Here is where most of the deposits come from: When a bank makes a loan to someone (an individual or a business), it creates "out of nothing" the deposit that will be used as a payment for whatever the borrower is buying. There is no "money" coming from somewhere else onto the borrower's account. The deposit is the money, it is what the bank owes initially to the borrower and later to the one he transfers it to. I can hear the bank manager telling the borrower (although I doubt they ever do): "We have a loan contract here. You owe us $10,000. Here's the repayment schedule. On our side, we write up on your account the $10,000 right away - that's a deposit, something we owe you. You owe us, we owe you. Is it a deal?" Yes, it's a deal. I owe you, you owe me. A thousand dollars. A million. A billion. You can play this game with your (non-bank) friend and logically there's no limit to how much you can owe each other. You can even write it down on a piece of paper. "I, Alyosha, owe Masha one million dollars." and "I, Masha, owe Alyosha one million dollars." (It is in writing, but if you want, you can read it out loud with a thick Russian accent...). Now, if Alyosha was a bank, then as a consequence of this little play Masha would have one million dollars on her account. Basically, it is as simple as that. That is why one of my favorite economists, J.K. Galbraith, has said:

The process by which banks create money is so simple that the mind is repelled.

So, to stress my point, the deposit is the money, and there is usually no other money that was deposited. It's best to forget the explanation how most of your money doesn't stay in the bank. Your money is the deposit and it doesn't go anywhere. It can be written up or down, and when you transfer money to someone else your deposit is written down and someone else's up. Forget the money behind the deposit. There isn't any. This is what I mean by unlearning money.

Actually, when one owes money to the bank, one never actually needs to pay money to the bank to repay the debt - it's enough if one is able to take posession of the bank's IOUs, its customer deposits (by, for instance, getting a salary paid on your account -- technically, a bank owes your employer, and your employer asks the bank to transfer this claim on the bank to you). If you owe the bank 100, then you repay by getting into a position where the bank also owes you 100, and asking the bank to write off these two balanced positions. That's how you repay debt: by having the bank simultaneously write off your deposit -- the bank's debt to you -- and your debt to the bank. Just like the bank wrote up your deposit and your debt to the bank when it made the loan to you.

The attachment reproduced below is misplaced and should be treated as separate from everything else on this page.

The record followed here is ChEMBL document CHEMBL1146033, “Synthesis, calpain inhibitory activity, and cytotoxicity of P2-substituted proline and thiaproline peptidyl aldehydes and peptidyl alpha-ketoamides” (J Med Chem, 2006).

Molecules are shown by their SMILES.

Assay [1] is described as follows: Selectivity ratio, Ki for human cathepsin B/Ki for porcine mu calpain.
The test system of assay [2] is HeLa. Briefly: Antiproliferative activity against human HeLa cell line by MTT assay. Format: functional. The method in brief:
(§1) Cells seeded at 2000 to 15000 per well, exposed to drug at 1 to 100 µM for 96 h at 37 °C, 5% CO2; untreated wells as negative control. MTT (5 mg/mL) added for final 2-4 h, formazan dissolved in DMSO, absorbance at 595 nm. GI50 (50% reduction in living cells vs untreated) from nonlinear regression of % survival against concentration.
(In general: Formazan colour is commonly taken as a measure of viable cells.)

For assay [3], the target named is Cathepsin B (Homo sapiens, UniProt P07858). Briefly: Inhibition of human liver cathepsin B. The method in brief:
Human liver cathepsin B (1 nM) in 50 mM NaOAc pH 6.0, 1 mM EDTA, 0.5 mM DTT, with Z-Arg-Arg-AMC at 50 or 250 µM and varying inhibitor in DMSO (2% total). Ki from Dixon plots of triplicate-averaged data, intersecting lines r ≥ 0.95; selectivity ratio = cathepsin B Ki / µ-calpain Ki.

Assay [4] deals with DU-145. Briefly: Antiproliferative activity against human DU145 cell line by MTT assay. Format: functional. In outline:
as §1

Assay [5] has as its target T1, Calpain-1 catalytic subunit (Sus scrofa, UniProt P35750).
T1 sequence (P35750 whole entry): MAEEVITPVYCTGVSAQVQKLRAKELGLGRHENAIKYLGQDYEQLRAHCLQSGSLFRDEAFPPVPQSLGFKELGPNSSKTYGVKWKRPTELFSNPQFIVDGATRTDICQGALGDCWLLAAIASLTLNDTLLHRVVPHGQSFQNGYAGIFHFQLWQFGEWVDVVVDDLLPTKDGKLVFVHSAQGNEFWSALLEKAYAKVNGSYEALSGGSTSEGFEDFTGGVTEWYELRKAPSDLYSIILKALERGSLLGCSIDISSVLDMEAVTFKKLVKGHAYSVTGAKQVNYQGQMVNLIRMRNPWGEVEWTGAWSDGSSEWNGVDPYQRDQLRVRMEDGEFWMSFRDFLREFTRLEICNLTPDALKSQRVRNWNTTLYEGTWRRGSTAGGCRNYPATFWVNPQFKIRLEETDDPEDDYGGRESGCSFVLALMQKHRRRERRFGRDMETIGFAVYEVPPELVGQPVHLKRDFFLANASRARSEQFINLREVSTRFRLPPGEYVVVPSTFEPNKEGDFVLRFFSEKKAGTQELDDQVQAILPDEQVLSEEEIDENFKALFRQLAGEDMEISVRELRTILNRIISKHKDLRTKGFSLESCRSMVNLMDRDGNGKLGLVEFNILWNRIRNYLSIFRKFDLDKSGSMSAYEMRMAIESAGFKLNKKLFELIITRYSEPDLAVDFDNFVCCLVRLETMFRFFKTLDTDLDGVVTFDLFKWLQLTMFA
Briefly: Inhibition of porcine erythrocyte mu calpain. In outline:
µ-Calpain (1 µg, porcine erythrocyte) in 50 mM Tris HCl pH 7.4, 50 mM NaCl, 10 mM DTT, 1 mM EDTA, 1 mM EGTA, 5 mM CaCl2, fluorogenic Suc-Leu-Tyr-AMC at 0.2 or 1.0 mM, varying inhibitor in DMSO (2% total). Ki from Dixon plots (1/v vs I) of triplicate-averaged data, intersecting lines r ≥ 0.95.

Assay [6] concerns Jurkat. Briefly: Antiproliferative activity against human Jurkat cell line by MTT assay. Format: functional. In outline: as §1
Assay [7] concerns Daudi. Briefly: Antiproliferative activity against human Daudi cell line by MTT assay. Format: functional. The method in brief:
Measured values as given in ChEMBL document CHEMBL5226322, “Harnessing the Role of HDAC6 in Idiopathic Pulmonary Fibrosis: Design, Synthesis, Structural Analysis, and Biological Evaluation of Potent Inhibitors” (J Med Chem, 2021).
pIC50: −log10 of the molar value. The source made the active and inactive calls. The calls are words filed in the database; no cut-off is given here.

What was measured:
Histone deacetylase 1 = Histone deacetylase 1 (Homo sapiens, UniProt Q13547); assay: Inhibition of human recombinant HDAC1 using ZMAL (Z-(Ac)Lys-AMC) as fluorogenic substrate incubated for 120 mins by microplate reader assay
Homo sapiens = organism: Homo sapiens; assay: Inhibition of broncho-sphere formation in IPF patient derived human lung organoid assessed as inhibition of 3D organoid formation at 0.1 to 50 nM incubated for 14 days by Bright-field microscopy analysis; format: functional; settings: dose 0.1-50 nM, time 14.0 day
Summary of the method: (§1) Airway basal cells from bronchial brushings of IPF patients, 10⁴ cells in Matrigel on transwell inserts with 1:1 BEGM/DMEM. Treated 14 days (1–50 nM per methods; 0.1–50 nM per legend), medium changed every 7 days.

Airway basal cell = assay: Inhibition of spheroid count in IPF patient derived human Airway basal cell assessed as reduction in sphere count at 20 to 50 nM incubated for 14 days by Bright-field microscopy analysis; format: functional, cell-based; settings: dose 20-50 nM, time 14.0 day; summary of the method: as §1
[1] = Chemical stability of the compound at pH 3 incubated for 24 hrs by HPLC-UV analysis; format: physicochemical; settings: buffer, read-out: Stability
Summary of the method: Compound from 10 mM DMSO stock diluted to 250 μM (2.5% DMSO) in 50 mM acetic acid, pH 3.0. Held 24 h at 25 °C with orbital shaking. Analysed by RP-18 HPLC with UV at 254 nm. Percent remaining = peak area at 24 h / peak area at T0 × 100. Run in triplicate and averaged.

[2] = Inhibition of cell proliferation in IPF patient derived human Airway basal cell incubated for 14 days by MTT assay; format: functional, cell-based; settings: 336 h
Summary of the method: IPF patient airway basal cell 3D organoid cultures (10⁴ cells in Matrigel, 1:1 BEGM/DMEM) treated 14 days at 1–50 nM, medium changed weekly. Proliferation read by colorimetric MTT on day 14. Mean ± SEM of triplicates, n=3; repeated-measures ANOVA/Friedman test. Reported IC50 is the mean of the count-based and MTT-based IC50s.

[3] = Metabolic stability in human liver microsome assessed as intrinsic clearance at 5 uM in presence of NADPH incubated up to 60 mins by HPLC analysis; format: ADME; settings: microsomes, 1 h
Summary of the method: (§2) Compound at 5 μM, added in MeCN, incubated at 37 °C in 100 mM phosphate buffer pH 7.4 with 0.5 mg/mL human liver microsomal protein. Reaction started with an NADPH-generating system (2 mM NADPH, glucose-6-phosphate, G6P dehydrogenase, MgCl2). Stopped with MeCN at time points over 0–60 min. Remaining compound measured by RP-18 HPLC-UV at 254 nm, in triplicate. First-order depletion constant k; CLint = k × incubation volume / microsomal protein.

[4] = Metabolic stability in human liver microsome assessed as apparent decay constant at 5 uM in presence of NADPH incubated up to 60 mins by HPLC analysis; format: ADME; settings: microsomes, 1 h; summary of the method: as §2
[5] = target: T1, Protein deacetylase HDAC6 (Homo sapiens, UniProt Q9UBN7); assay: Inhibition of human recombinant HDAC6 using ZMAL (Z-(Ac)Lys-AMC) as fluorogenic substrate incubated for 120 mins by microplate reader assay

Slightly confused? Out of initial confusion will emerge new understanding. I'm confused myself, but I'm working on it by unlearning and learning. You should have seen me 10 months ago! I felt I was dropped in the middle of a huge wilderness without a map. So many threats, so many possibilities... A brave new world. I still can taste the juicy ants, and in my dreams I swim in the ice cold water!

Some further (random) reading:

Bank of England: Quarterly Bulletin 2014 Q1

Monetary Reform – Be Careful what you aim for (George Cooper -- I also found his two books, The Origin of Financial Crises, and Money, Blood and Revolution, lucid and thought-provoking.)

Martin Wolf on Funny Money Creation (Izabella Kaminska @ FT Alphaville; free, but requires registration... I think)

Funny Money Debate Rumbles On (Izabella Kaminska @ FT Alphaville)

The Fed is not “Printing Money.” It’s Retiring Bonds and Issuing Reserves. (Steve Roth @ Angry Bear)